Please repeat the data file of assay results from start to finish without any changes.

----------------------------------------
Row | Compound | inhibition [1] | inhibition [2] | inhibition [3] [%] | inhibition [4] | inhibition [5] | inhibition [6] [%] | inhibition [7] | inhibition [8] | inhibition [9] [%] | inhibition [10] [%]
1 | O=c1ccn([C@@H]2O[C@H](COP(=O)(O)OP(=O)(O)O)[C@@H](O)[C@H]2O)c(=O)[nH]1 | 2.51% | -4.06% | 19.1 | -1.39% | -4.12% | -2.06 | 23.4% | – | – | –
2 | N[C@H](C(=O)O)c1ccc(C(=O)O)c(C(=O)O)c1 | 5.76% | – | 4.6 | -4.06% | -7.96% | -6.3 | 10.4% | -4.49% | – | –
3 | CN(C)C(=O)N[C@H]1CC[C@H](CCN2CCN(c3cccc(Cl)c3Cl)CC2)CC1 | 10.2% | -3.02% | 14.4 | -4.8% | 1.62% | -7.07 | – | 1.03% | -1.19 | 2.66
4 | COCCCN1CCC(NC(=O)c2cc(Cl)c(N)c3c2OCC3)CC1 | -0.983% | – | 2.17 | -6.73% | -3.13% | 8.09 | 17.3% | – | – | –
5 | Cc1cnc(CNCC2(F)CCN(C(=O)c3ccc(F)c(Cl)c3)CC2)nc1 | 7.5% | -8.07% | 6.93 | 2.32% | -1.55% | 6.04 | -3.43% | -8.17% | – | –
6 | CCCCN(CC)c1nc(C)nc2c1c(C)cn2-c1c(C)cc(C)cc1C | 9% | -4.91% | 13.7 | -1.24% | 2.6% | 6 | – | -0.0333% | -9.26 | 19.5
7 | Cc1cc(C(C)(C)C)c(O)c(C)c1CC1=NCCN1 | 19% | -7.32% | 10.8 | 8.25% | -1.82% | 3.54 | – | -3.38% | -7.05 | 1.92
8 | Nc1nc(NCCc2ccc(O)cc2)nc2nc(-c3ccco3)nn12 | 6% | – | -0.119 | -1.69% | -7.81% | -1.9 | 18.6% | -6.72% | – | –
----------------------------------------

Row | Compound | inhibition [1] | inhibition [2] | inhibition [3] [%] | inhibition [4] | inhibition [5] | inhibition [6] [%] | inhibition [7] | inhibition [8] | inhibition [9] [%] | inhibition [10] [%]
1 | O=c1ccn([C@@H]2O[C@H](COP(=O)(O)OP(=O)(O)O)[C@@H](O)[C@H]2O)c(=O)[nH]1 | 2.51% | -4.06% | 19.1 | -1.39% | -4.12% | -2.06 | 23.4% | – | – | –
2 | N[C@H](C(=O)O)c1ccc(C(=O)O)c(C(=O)O)c1 | 5.76% | – | 4.6 | -4.06% | -7.96% | -6.3 | 10.4% | -4.49% | – | –
3 | CN(C)C(=O)N[C@H]1CC[C@H](CCN2CCN(c3cccc(Cl)c3Cl)CC2)CC1 | 10.2% | -3.02% | 14.4 | -4.8% | 1.62% | -7.07 | – | 1.03% | -1.19 | 2.66
4 | COCCCN1CCC(NC(=O)c2cc(Cl)c(N)c3c2OCC3)CC1 | -0.983% | – | 2.17 | -6.73% | -3.13% | 8.09 | 17.3% | – | – | –
5 | Cc1cnc(CNCC2(F)CCN(C(=O)c3ccc(F)c(Cl)c3)CC2)nc1 | 7.5% | -8.07% | 6.93 | 2.32% | -1.55% | 6.04 | -3.43% | -8.17% | – | –
6 | CCCCN(CC)c1nc(C)nc2c1c(C)cn2-c1c(C)cc(C)cc1C | 9% | -4.91% | 13.7 | -1.24% | 2.6% | 6 | – | -0.0333% | -9.26 | 19.5
7 | Cc1cc(C(C)(C)C)c(O)c(C)c1CC1=NCCN1 | 19% | -7.32% | 10.8 | 8.25% | -1.82% | 3.54 | – | -3.38% | -7.05 | 1.92
8 | Nc1nc(NCCc2ccc(O)cc2)nc2nc(-c3ccco3)nn12 | 6% | – | -0.119 | -1.69% | -7.81% | -1.9 | 18.6% | -6.72% | – | –